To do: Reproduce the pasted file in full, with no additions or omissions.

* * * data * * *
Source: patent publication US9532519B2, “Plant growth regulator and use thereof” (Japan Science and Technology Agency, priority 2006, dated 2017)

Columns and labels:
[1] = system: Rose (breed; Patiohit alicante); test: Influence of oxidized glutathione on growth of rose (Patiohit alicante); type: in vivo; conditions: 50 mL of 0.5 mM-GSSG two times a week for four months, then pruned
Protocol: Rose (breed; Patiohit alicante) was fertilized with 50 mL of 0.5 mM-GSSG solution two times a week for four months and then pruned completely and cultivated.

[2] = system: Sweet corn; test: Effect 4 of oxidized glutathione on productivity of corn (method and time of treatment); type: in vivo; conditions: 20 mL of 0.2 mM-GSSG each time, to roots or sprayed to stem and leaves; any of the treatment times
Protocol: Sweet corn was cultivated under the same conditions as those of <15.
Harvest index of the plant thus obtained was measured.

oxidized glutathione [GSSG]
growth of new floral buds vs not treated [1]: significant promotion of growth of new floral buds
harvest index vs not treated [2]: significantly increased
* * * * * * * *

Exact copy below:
Source: patent publication US9532519B2, “Plant growth regulator and use thereof” (Japan Science and Technology Agency, priority 2006, dated 2017)

Columns and labels:
[1] = system: Rose (breed; Patiohit alicante); test: Influence of oxidized glutathione on growth of rose (Patiohit alicante); type: in vivo; conditions: 50 mL of 0.5 mM-GSSG two times a week for four months, then pruned
Protocol: Rose (breed; Patiohit alicante) was fertilized with 50 mL of 0.5 mM-GSSG solution two times a week for four months and then pruned completely and cultivated.

[2] = system: Sweet corn; test: Effect 4 of oxidized glutathione on productivity of corn (method and time of treatment); type: in vivo; conditions: 20 mL of 0.2 mM-GSSG each time, to roots or sprayed to stem and leaves; any of the treatment times
Protocol: Sweet corn was cultivated under the same conditions as those of <15.
Harvest index of the plant thus obtained was measured.

oxidized glutathione [GSSG]
growth of new floral buds vs not treated [1]: significant promotion of growth of new floral buds
harvest index vs not treated [2]: significantly increased